But it wasn’t just a Greek veto. It just so happens that Spain and Italy imported around 320,000 barrels per day from Iran in the first half of 2011, 70 percent of the total 450,000 bpd total Iranian crude imports into the EU. For each country, that’s 13 percent of their supply. The two countries that can easily bust the entire euro zone are not in a position to assume the cost of an embargo, and its neighbors are in no position to further undermine their economies.

But even more damaging would be higher oil prices amid an economy bordering on recession. EU officials were initially quick to dismiss the economic risk of an embargo. The EU Commissioner said the supply would be offset by OPEC, namely Saudi Arabia.

That is na”ive. Riyadh, as much as it wants to corner Iran, cannot just turn its oil valve on or off, especially against a fellow OPEC member and for western political purposes. OPEC’s spare capacity is simply too small, which means any embargo would come at great costs.

And that’s where the embargo makes even less sense. Iran would not stop selling its oil, it would just have to find new customers for about 20 percent of its 2.4 million bpd exports. The world simply can’t live without Iran’s crude. It would be a futile effort of relocating supplies.

Tehran has been doing just that since Europe started ratcheting pressure a year ago. Oil exports to Europe dropped around 25 percent from 2010, while Asia’s soared, in the case of Japan by 35 percent.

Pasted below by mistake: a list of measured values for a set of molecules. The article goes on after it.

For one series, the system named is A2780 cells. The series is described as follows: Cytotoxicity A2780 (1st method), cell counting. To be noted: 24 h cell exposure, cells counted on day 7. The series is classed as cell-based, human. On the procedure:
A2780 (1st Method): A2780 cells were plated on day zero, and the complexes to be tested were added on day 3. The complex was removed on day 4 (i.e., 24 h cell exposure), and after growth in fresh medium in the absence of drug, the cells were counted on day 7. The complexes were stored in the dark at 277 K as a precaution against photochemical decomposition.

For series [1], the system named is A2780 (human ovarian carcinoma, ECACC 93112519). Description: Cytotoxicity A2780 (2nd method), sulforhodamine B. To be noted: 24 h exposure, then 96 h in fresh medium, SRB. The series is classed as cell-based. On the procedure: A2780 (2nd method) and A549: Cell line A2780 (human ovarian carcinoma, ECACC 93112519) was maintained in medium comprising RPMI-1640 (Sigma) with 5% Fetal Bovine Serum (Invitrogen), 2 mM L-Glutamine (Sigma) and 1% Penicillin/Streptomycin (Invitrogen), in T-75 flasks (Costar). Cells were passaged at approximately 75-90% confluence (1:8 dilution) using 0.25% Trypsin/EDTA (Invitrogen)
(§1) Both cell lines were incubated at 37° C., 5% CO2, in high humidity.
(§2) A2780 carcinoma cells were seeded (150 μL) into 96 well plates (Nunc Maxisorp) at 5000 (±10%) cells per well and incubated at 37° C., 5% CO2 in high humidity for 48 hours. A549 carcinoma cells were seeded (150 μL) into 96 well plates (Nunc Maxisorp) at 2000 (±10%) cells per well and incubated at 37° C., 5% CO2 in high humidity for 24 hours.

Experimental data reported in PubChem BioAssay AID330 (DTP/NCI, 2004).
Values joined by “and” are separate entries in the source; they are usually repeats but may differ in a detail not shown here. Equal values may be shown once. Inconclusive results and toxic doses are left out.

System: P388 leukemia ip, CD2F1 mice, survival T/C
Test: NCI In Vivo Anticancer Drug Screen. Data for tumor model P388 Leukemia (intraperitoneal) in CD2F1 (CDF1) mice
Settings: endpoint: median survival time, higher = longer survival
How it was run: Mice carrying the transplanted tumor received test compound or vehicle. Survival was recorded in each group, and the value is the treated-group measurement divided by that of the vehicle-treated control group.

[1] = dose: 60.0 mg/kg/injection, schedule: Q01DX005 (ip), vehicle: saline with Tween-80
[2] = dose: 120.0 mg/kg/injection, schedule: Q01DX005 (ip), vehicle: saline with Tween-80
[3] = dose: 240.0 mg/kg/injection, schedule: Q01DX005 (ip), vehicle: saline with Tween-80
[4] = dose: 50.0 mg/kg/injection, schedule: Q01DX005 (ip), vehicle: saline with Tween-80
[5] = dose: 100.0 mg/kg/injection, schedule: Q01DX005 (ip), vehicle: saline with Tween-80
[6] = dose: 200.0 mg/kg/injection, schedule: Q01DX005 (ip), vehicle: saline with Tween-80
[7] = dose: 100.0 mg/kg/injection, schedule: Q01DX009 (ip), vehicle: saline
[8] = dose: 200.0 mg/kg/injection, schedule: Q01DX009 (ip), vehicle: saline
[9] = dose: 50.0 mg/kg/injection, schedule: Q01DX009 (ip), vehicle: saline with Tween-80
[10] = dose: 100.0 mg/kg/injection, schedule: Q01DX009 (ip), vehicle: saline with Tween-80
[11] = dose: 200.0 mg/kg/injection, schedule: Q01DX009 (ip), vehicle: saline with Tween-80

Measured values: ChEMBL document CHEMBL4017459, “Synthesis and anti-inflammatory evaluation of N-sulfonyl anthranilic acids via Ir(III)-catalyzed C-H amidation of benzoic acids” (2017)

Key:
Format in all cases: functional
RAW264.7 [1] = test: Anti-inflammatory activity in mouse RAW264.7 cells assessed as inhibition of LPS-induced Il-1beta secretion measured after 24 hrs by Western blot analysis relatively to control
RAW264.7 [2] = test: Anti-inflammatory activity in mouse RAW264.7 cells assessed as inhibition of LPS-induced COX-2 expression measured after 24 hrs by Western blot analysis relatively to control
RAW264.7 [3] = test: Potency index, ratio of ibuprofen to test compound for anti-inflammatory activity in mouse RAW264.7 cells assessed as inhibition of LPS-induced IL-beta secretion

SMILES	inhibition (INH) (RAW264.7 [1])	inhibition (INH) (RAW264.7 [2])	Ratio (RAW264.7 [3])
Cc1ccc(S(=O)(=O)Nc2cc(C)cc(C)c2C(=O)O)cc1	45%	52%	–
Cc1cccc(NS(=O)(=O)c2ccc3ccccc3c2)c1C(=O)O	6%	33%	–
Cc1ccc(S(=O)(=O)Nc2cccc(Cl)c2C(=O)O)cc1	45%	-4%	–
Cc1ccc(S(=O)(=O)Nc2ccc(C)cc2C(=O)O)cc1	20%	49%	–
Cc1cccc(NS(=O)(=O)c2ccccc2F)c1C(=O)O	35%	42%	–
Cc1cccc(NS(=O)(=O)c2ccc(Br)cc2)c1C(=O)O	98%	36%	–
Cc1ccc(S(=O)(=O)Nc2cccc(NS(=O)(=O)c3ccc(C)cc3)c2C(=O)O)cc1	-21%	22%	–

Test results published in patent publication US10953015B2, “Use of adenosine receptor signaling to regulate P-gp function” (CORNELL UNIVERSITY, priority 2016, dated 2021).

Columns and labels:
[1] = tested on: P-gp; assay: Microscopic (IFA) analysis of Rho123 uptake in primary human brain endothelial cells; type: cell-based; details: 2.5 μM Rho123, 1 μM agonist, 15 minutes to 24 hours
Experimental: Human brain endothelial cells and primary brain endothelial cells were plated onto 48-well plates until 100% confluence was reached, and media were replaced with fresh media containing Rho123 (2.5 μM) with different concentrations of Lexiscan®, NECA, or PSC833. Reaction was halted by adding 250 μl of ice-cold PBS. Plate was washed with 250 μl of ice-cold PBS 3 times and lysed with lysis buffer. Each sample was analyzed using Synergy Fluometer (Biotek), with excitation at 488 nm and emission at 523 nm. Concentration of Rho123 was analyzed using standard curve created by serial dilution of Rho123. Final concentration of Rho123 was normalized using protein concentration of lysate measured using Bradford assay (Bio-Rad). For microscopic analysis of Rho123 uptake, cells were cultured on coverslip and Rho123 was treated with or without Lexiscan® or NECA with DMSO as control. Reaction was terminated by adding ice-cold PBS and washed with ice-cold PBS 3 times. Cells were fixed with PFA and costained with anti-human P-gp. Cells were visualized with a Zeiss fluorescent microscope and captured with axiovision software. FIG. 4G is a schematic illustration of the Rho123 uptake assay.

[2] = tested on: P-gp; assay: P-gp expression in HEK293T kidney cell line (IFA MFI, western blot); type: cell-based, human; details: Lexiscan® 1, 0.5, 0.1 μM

With an embargo, Iran would likely have to offer a discount while the market stabilized. China and India, which have both increased Iranian imports, would be happy to buy, especially in this bullish market.

In order for an embargo to work, Iran would have to lose more money by selling 20 percent of its oil at discounted prices than what it will earn for selling 80 percent of its oil at higher prices. That’s a multiplier of four. For every $1 increase per barrel, Iran can offer up to a $4 discount just to break even.

So let’s say an EU embargo raises prices by $10 a barrel, a conservative scenario considering they increased $4 a barrel just with talk of a failed embargo. Iran gets an additional $100 million per day from exporting 2 million bpd, allowing it to offer up to a $40 discount per barrel on what Europe doesn’t want to buy, and still not loose.